Last year, a group of researchers at the Cognitive Neurology and Alzheimer’s Disease Center at Northwestern University reported that they’d identified a small group of elderly people whose brains appeared relatively immune to the physical effects of ageing. These 12 “SuperAgers” – average age 83 – matched the performance of middle-aged people on memory tests, task switching and attention. Unlike their peers’ brains, the physical state of the SuperAgers’ brains was also comparable to the brains of the middle aged, in terms of cortical thickness and overall volume. In fact one brain area – the left anterior cingulate – was larger in the SuperAgers than in middle-aged controls.
In a follow-up study published this January, the researchers further reported that the brains of SuperAgers had unusually low densities of age-related Alzheimer pathology, unusually high numbers of von Economo neurons in the anterior cingulate gyrus, and a lower than usual frequency of the ɛ4 allele of apolipoprotein E – a genetic risk factor for Alzheimer’s Disease.
For Day 5 of the Digest Super Week, allow me to introduce you to Custis Wright, SuperAger:
I am a SuperAger
My name is Custis Wright, 88 years old, and I am lucky to be able to test and qualify as a “SuperAger.” My life has been a very fortunate one, in comfortable circumstances; my health has been good and any difficulties have been taken care of. I graduated from Vassar and leaving Baltimore where I grew up, I moved with my first husband to Minneapolis. In the 1950s, I married again and moved to Texas, ending up with a blended family. After running around after five children (though with help), at age 50 I decided to be more physically active. I had walked during golf, before carts, but nothing else. Thus, I decided to take up jogging for two miles, very slowly. I continued for 25 years, after which I was forced by hip tendonitis to slow to a fast walk. Meanwhile, remaining an active golfer, I also worked on a Nordic Track, and then an elliptical trainer. These exercises have continued to this day.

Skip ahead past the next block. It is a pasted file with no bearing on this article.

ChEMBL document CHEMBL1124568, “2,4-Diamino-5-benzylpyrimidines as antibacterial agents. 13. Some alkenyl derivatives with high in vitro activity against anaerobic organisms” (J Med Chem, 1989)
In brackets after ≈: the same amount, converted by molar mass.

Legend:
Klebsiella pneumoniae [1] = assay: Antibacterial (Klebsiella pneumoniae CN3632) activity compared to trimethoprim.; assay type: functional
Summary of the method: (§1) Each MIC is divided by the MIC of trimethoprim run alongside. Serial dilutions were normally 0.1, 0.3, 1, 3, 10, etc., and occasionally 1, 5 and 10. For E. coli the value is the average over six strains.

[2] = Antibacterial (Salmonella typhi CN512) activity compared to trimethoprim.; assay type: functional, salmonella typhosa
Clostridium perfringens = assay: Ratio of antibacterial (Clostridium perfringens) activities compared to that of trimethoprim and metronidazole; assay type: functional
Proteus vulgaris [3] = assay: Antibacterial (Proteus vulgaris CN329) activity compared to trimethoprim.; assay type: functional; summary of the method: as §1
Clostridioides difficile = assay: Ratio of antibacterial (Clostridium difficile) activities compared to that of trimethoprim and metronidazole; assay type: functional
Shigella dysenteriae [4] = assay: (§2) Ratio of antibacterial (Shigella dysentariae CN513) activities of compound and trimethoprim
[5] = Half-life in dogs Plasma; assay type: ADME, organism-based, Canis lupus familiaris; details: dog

I felt I was fairly intelligent but always had to contend with my husband’s 180 IQ. I do find that I read more, and more widely, than most people. It was fun to take the tests at Northwestern Medical School, but I am still considering going to a memory clinic. Both of my siblings died young, but I am confident that my mother, who died at 88, would have been considered a SuperAger. Unfortunately, I was not around her sister or my father at the end (both died at 83 years old), but it is possible that they might have qualified as well.
Maintaining my good health has always been important and all my adult life I have strictly limited intake of fats and sugars, with occasional indulgences; I love red wine. I have Celiac disease, so grains are difficult, but gluten-free options can be found. My life includes a number of small, unorganised groups, some members of which have views directly opposed to mine; in most of these I am definitely the oldest person. So with my family (including two daughters living nearby) and friends, I have wonderful social contacts.
I appreciate this opportunity to give my point of view on my life.
Ms Custis Wright lives in Austin Texas. Contact her on custisw [at] mailbug.com (plain text only, no attachments).
Tomorrow we hear from a researcher studying SuperTaskers – people who can multitask without loss of performance.